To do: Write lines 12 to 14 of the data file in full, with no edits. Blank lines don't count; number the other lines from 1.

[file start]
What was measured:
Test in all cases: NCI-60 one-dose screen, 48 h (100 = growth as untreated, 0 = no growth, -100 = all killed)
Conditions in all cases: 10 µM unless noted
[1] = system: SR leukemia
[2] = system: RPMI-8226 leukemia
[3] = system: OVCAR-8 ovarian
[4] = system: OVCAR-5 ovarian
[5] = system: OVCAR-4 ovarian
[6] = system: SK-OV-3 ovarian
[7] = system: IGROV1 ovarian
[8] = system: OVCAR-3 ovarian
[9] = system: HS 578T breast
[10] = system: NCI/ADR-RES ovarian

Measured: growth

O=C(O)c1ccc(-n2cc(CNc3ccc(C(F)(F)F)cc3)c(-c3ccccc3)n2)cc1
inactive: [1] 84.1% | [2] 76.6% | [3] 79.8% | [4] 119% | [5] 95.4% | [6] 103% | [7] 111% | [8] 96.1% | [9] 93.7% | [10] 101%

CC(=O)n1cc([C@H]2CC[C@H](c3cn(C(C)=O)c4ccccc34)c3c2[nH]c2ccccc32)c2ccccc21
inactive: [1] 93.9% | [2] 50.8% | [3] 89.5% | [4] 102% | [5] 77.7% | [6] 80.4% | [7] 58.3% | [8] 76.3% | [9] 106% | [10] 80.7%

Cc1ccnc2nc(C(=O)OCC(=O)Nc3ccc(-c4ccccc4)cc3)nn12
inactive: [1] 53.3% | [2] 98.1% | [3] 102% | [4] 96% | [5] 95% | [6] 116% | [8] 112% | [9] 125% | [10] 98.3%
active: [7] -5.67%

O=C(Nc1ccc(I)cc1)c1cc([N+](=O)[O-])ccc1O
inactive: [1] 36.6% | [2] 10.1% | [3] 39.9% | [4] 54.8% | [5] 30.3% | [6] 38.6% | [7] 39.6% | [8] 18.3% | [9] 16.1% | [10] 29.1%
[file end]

[9] = system: HS 578T breast
[10] = system: NCI/ADR-RES ovarian

Measured: growth